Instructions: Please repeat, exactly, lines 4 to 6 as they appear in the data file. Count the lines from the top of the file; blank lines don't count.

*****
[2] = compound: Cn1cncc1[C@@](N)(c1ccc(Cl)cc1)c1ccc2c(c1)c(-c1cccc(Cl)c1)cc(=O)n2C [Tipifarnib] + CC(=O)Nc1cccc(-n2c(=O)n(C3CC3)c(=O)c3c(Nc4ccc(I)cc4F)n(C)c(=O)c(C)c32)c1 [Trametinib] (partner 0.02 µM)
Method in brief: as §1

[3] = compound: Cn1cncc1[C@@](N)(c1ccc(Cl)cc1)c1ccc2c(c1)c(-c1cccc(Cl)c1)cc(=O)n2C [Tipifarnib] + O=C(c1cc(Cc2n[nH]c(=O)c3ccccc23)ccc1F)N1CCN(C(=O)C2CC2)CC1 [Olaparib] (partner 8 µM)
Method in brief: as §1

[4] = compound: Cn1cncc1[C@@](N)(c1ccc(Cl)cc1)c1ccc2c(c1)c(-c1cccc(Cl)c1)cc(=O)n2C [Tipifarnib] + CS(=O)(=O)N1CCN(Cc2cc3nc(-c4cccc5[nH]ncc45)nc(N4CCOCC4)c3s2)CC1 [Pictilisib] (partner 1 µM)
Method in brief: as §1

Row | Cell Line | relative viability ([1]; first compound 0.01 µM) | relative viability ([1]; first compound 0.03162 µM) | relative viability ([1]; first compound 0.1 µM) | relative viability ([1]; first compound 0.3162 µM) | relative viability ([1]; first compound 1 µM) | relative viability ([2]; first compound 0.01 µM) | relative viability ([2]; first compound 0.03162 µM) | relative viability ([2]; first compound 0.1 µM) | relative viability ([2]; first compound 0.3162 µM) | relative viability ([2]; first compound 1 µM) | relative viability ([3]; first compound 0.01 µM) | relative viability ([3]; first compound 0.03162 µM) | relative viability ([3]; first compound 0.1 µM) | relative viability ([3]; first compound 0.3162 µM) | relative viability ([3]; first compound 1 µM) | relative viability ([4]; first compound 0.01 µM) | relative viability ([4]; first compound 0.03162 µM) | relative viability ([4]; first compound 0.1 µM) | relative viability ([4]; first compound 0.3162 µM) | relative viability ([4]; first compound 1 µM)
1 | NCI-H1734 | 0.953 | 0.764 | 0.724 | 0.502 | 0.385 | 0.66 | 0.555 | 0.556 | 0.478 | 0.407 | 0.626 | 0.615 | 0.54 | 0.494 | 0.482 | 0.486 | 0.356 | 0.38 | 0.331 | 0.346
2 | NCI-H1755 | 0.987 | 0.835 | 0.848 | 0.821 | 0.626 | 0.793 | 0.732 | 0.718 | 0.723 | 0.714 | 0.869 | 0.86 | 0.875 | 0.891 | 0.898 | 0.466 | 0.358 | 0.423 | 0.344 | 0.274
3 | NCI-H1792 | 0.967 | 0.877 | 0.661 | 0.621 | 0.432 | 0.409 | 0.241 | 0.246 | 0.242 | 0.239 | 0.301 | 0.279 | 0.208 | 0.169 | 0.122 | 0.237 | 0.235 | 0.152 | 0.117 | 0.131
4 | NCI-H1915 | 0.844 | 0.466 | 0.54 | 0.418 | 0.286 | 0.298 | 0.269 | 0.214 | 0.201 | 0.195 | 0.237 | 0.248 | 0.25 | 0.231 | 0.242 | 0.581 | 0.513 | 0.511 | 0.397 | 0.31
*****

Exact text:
Method in brief: as §1

[4] = compound: Cn1cncc1[C@@](N)(c1ccc(Cl)cc1)c1ccc2c(c1)c(-c1cccc(Cl)c1)cc(=O)n2C [Tipifarnib] + CS(=O)(=O)N1CCN(Cc2cc3nc(-c4cccc5[nH]ncc45)nc(N4CCOCC4)c3s2)CC1 [Pictilisib] (partner 1 µM)
Method in brief: as §1